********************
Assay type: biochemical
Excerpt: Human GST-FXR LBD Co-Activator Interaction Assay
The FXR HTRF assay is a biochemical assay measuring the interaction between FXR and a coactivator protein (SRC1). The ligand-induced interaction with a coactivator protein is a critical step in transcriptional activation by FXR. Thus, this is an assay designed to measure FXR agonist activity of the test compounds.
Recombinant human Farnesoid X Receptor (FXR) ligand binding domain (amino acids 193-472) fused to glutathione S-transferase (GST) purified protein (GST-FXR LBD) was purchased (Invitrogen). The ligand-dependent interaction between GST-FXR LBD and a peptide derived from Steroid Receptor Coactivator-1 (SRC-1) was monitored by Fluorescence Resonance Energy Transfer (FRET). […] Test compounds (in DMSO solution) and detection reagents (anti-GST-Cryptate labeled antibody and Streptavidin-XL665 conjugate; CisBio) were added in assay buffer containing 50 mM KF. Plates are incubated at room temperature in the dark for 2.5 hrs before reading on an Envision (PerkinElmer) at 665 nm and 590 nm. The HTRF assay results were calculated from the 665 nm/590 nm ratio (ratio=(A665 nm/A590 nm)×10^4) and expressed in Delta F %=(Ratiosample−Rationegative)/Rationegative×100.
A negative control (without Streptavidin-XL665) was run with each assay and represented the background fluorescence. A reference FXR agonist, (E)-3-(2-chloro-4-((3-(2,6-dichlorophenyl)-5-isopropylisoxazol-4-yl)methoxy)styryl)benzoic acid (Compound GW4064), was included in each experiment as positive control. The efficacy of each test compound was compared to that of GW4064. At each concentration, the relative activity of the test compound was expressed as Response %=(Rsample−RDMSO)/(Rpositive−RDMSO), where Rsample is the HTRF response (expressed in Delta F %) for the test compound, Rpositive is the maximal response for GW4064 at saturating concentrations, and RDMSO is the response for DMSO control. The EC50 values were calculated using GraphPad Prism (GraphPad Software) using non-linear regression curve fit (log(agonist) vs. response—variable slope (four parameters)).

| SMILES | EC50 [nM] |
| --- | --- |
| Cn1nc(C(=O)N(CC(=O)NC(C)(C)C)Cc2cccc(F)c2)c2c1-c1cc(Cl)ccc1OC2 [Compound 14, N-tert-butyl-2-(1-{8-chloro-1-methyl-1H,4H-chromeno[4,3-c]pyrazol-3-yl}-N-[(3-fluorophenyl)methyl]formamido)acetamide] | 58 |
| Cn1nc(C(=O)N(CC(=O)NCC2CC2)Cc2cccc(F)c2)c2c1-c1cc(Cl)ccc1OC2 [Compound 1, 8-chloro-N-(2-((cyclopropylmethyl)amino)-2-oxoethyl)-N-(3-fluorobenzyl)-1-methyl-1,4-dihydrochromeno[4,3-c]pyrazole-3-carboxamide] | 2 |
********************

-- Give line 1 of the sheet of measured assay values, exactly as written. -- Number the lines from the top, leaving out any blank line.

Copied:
Assay type: biochemical